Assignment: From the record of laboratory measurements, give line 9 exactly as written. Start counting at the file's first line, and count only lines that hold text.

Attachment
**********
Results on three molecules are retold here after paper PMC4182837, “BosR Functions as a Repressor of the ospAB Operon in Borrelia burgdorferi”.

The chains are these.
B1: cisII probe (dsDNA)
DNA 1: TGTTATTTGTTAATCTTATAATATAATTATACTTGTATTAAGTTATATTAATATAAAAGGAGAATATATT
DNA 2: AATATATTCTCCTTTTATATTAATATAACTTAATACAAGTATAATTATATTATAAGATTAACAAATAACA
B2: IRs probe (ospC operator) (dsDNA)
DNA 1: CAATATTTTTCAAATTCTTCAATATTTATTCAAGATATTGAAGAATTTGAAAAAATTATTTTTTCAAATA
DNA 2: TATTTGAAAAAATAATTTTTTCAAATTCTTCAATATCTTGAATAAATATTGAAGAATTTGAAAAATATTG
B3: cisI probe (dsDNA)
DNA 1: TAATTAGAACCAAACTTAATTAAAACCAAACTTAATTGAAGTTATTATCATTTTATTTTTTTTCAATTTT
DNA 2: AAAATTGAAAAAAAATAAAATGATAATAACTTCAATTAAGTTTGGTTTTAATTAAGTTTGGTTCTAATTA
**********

B3: cisI probe (dsDNA)